From the star player to the water carrier, every person is needed to do their best and carry out their role in order to move the team forward.

On a good team with good leadership, kids can find plenty of opportunities to build cooperation skills.

3| Pause for dramatic effect

So often, I neglect to emphasize the importance of cooperation in our daily family life.

And when my kids are cooperating, I often fail to acknowledge this small miracle.

The next time your kids are trying to do something together: play a game, decide on where to eat for dinner, or pick out a movie to watch –

-take a moment to pause and talk through their cooperative effort.

Is one kid making the task impossible by stubbornly insisting on his way or the highway?

Hit the “pause” button and ask him what’s more important, getting what he wants or being a part of the team.

Help him to understand that it may not be his ideal choice, but sometimes we get our way and sometimes we have to “get along”.

On the flip side, the next time your kids are working on a project and showing cooperation, pause and make a big deal of it.

Did they help each other with chores so they would get done faster?

High fives are in order.

Don’t miss the celebration – and the chance for reinforcement.

4| Let them get bored

Our kids are growing up in a very individualistic world.

From personal devices they’re plugged into to screens in almost every room, headphones in every ear… it’s hard to encourage together-ness, it seems.

With so much technology and just stuff in general, kids rarely have a chance to be bored.

Boredom leads to curiosity, creativity, and problem-solving.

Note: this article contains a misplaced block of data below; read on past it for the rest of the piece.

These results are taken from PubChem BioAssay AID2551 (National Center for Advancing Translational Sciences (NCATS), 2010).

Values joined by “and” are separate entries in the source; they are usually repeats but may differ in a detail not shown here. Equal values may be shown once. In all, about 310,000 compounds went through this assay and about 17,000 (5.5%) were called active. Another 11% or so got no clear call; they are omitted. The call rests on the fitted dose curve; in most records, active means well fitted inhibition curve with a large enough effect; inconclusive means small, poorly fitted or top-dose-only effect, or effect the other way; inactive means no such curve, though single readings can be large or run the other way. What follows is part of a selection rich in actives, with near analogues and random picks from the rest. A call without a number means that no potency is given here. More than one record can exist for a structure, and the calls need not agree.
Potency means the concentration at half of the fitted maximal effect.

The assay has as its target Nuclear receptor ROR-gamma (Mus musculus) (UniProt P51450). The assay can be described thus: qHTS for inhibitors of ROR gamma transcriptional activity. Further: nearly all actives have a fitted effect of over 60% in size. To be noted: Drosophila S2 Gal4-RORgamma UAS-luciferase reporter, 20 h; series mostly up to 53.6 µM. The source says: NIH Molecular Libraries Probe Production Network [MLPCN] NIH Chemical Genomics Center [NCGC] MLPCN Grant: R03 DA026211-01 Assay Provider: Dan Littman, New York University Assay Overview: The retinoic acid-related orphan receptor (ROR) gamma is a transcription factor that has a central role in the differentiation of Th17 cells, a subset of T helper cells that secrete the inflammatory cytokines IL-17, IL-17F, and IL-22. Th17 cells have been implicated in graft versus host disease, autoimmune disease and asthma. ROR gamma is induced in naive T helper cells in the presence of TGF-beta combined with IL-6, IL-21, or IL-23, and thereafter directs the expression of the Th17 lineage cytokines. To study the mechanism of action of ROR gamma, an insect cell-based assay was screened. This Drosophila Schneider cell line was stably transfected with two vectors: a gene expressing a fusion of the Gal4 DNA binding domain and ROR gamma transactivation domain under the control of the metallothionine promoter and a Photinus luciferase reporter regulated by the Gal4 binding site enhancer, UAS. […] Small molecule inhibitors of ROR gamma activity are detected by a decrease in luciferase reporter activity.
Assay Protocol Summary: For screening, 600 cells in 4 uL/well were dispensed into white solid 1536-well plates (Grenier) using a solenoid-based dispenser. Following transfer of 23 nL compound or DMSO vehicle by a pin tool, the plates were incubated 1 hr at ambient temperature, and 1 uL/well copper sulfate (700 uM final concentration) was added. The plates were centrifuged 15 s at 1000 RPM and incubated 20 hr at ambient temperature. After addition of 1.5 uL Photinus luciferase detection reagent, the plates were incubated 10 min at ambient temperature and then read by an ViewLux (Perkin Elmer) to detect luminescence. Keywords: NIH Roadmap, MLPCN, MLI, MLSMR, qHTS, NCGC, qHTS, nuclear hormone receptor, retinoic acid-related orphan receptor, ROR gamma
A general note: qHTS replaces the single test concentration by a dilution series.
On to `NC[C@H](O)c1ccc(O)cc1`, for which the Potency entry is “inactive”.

And a lot of the time, this involves finding someone else to create with.

Two sisters under a blanket with a flashlight, reading a book together.

Finding times during the day to unplug as a family can make cooperation a lot more appealing.

Give them a purpose during their unplugged-time, and that’s even better.

Here’s a list of activities kids of all ages can do together.

Also consider cooperative games for kids such as:

Gnomes at Night

What Next?



Race to the Treasure

Cooperation for Kids: Final Thoughts

Working through the examples of cooperation for kids outlined above is a good place to begin to encourage change.

Many times, just being intentional with accentuating the traits we hope to instill in our kids is the first and most important step.

I want to mention that in the real world, of course, there will be times when cooperation is not possible.

Friends or even authority figures might attempt to get our kids to “cooperate” with requests that are inappropriate or outright harmful.

Understanding boundaries is critical, not just on the issue of cooperation but in life in general.

Knowing who they can trust and should cooperate with, and what situations warrant judgment and discernment are ongoing conversations we must have with our kids.

The goal is raising smart, capable kids after all; not mindless compliant robots.

Kids are unique and some will naturally be more cooperative than others.

However, by encouraging cooperation in meaningful ways throughout the day, we can (God willing) help foster a habit that will serve them far into the future.

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Sibling Rivalry and the Road to Brotherly Love